And then there’s Northern Ireland. The border between Ireland (which is staying in the EU) and Northern Ireland (which is part of the UK and leaving the EU) will remain open. But how to implement the new system — which involves customs checks between Northern Ireland and the rest of Great Britain — also needs to be worked out.
Experts told me this could very well be the stumbling block that holds up the next phase of Brexit negotiations, too.
On the EU side, officials are skeptical a comprehensive agreement on trade, let alone all the other things, can be completed in 11 months. Or, really, less than that: After Brexit happens tonight, the two sides will set out their negotiating priorities, but talks won’t begin in earnest until March.
It doesn’t have to be this much of a time crunch. The transition period can be extended, one time, for up to two years, until the end of 2022.
But Johnson campaigned on the promise that he would not extend the transition period, and he eliminated that possibility from the Brexit legislation that just became law. Laws can be amended, but right now, Johnson has given no sign he’s willing to budge on the 11-month timeline.
There is one other wrinkle: If the UK and the EU decide they have no choice but to extend the transition, they have to decide that by the end of June 2020, which is baked into the Brexit deal.
That means the EU and UK likely can’t go down to the wire, seeking last-minute extensions, in the same way they did in the first phase of Brexit. Which makes the first months of negotiations after Brexit even more urgent.
Or, as one Irish official put it, a feat “nearly without precedent.”
A deal is not impossible, but warning signals are already blinking. EU leaders have been clear that if the UK wants to retain access to EU markets, it’s going to need to align its rules and regulations closely with the ones already in place.
If “Irish backstop” was the defining phrase of the first part of Brexit negotiations, get ready for “level playing field” to be the defining phrase of the second part. The EU wants to guarantee a “level playing field” with the UK in any free trade agreement, basically to prevent the UK from so drastically changing its economic regulations (such as giving huge tax breaks or subsidies to companies) or environmental or labor standards that it could undercut the EU.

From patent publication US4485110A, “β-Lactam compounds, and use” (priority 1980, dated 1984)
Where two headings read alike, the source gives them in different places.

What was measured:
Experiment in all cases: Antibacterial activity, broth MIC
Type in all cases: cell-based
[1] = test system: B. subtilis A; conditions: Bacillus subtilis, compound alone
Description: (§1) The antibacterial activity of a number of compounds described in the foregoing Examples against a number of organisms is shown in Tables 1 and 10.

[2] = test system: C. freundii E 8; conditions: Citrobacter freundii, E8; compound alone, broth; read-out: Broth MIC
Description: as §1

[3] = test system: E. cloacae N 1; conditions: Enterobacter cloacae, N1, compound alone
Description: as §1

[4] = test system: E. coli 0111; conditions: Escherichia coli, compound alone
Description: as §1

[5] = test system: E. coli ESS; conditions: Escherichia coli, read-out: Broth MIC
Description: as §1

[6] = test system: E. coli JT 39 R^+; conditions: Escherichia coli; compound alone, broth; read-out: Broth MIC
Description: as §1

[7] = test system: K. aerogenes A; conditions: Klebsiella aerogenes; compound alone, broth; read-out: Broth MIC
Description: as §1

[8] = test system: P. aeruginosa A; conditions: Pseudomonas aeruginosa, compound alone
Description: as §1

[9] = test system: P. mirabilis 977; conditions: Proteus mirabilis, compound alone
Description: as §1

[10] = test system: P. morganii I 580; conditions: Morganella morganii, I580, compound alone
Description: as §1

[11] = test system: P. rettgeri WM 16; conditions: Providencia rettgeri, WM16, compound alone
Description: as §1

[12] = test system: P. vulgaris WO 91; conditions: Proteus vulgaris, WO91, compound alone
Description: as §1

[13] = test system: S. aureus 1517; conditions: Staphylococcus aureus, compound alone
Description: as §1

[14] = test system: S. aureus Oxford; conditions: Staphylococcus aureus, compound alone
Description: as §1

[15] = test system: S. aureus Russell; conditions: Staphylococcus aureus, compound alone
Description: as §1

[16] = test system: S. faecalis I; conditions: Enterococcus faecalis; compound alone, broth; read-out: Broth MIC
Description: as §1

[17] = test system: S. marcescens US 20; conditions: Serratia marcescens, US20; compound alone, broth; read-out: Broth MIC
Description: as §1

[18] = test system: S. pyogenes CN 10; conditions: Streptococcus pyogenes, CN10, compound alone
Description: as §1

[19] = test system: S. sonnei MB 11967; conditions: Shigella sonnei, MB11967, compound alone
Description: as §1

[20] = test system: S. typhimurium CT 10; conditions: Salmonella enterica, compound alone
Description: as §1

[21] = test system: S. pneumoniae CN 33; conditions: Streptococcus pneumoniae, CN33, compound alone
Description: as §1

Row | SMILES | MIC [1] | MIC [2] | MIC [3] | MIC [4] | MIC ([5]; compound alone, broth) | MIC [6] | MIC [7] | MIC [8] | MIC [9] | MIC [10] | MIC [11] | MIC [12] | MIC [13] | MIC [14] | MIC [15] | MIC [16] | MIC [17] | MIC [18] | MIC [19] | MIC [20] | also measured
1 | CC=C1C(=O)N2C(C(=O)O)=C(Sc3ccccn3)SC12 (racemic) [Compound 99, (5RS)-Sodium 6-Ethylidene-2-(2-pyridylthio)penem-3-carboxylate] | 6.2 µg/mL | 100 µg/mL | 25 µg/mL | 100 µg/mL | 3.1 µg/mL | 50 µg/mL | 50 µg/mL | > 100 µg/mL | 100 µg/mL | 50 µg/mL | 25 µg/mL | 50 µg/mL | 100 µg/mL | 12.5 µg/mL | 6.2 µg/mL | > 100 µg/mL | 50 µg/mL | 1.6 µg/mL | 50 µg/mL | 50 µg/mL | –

Brussels is really quite nervous right now, because the UK has said it wants to make its own rules. After all, to Brexit supporters, the whole point of leaving the EU was to leave it: to get away from all of its onerous regulations.
And the more the UK wants to diverge from the EU, the harder it will likely be to reach a future agreement on trade and everything else. Which makes the already tight timeline even tighter.
What happens if there’s no deal by the end of 2020?
Johnson and the EU could decide in June to extend the transition period, giving them more time and pushing negotiations to as late as 2022. But assuming that’s not happening, and the EU and the UK don’t have a trade agreement (or other deals) in place, one could perhaps call this a “no deal” scenario.
Yes, that’s right. The no-deal Brexit is back.
All the catastrophically disruptive things that could have happened if the UK left the EU without a plan in place before Brexit could still occur if the two sides reach the end of the transition period without agreements.
That’s because once the transition period expires, all the trade and regulatory arrangements the UK was following will end. The two sides will trade under World Trade Organization rules, which sets the tariffs and quotas between countries that don’t have free trade agreements in place with each other.
Checks and controls could create massive gridlock at ports of entry, which could lead to food and medicine shortages. A few thorny issues have been (mostly) settled, including Northern Ireland’s border with Ireland. But, in general, a 2020 no-deal could still look a lot like the one experts predicted before Brexit became official.
For all these reasons, this is an outcome both the UK and the EU want to avoid. Like last time, it will be bad for both the EU and the UK, but far worse for the UK.
This is why Johnson’s critics deemed his decision to eliminate the possibility of extending the transition “reckless and irresponsible.” But Johnson has continued to insist he can make speedy deals with the EU — and the rest of the world. Now he and everybody else are about to find out.
Which means another thing won’t change after January 31 at 11 pm: Brexit chaos isn’t going anywhere anytime soon.